Encouraging recycling at work can be made easy by following best practice or proper use of recycling bags. Here, we explain how to improve recycling in the workplace.

Stock Up on Recycling Bags

As a business, you need to ensure your staff members have the resources required to recycle. A plentiful stock of recycling bags means you can be prepared for days when more people are on-site and when more waste is being produced than usual.

Not having the supplies to help your staff recycle can leave them demotivated and send strong signals that you, as a business, do not care about the issue enough.

Recycling bags should be of high quality, too. A strong, heavy-duty woven polypropylene make-up is recommended for the bags due to its durability. Label Source exclusively stocks these thanks to their usefulness in a wide array of industries.

Strategically Place Recycling Bins

In order to action recycling procedures in the workplace, you need to place bins strategically to proactively facilitate recycling. You want the act of putting waste in the correct bins to be almost subconscious for your staff, so putting the paper recycling bin near the printer or the food waste recycling bin in the kitchen can naturally increase recycling rates.

Placing a recycling bin next to all rubbish bins helps, too. We understand that all workplaces are busy and staff members do not want to spend much time thinking about the act of recycling. If you think about the placement of recycling bins, then this will naturally encourage recycling at work. 

Removing individual bins from under desks and workspaces is encouraging, too. If a staff member has a personal bin near their workstation, then they’re much more likely to put rubbish away there than at designated recycling points.

Educate and Communicate with Staff

Stocking up on recycling bags and bins isn’t going to improve your workplace’s recycling immediately. Your staff members need to be communicated with and educated, especially when it comes to using the correct recycling bins and cutting down on ‘wishcycling’.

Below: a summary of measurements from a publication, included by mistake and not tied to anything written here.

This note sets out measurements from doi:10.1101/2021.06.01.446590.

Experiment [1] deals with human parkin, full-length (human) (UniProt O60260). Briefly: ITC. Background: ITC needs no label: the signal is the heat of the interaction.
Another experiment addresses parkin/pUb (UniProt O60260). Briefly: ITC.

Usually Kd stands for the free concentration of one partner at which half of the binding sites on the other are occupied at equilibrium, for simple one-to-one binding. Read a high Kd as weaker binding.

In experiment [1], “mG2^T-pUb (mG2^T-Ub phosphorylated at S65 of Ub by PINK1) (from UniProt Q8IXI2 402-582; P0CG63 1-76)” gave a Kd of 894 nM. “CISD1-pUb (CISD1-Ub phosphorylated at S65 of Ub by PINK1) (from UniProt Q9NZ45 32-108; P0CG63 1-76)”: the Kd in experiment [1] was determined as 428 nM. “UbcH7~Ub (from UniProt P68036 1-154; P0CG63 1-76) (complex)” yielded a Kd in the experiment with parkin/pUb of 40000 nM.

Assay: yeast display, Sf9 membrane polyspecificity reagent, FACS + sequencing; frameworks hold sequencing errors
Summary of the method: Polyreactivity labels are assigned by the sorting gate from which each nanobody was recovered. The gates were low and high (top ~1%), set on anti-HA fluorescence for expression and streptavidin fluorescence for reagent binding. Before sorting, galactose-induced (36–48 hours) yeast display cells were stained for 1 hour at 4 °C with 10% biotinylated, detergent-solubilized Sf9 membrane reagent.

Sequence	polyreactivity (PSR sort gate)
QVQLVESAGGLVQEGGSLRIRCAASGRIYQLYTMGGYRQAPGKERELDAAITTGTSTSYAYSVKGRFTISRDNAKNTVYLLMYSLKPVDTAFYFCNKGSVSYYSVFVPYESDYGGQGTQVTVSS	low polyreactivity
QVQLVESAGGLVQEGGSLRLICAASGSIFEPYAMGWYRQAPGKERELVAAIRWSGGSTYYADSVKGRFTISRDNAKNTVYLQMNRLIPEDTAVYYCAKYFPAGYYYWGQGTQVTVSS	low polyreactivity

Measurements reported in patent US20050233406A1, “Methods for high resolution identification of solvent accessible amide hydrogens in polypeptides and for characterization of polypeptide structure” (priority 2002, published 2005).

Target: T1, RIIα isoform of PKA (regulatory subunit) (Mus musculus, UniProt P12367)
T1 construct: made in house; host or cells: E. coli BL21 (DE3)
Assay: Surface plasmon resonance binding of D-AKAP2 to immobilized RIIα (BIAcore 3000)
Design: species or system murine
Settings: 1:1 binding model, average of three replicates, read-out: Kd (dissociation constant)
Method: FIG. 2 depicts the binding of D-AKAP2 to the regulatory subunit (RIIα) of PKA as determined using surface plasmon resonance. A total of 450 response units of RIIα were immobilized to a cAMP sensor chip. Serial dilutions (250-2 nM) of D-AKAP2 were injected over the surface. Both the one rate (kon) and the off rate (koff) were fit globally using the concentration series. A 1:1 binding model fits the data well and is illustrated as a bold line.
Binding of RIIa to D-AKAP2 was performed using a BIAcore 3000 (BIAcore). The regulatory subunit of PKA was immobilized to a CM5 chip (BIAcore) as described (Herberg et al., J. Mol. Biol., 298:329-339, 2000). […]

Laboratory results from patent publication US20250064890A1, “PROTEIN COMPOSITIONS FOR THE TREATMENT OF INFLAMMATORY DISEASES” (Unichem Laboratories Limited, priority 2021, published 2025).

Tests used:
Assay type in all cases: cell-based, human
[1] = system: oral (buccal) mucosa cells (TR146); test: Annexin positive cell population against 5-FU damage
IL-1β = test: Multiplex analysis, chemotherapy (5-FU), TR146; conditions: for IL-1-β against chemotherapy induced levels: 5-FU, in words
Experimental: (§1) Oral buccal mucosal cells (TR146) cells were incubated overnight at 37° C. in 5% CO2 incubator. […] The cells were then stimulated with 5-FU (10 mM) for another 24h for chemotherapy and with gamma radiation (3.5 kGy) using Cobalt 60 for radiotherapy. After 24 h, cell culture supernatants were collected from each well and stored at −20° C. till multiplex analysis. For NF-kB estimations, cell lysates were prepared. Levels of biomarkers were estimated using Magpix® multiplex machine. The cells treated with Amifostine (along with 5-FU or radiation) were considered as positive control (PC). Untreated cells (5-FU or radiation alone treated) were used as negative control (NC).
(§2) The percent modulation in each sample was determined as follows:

‘Wishcycling’ is what happens when someone is unsure if a piece of waste is recyclable and/or which bin it goes in. Instead, they opt to recycle it in a random receptacle, but this causes problems later down the line. Educating staff on the long-term effects of ‘wishcycling’, and what each bin is used for, will not only increase the rate of recycling, but also its efficiency.

Recycling information can be cascaded at team meetings, delivered through internal emails, and via posters around the workplace. It’s also important to let all of your staff know why the company is attempting to increase rates of recycling and connect them with a sense of shared responsibility.  

Conduct a Full Waste Review

An annual waste review ensures your business is continually improving its recycling and not stagnating. The review compromises of two stages:

  • A preliminary waste review – identification of the main waste produced and the costs of disposal.
  • A detailed waste review – the plan to manage a business’ waste.

These reviews will inform your ongoing strategy and set up a long-term plan to improve recycling in the workplace.

Are You Eco-Conscious?

Having signs such as recycling signs, waste segregation signage and resource conservation signs and notices are recommended to get you up to standard.

However, if you’re truly looking to improve your workplace’s recycling potential, then check out the range of high-quality recycling bags from Label Source. These bags are the first step in ensuring you and your staff members are ready to face the modern challenges of an eco-friendly workplace.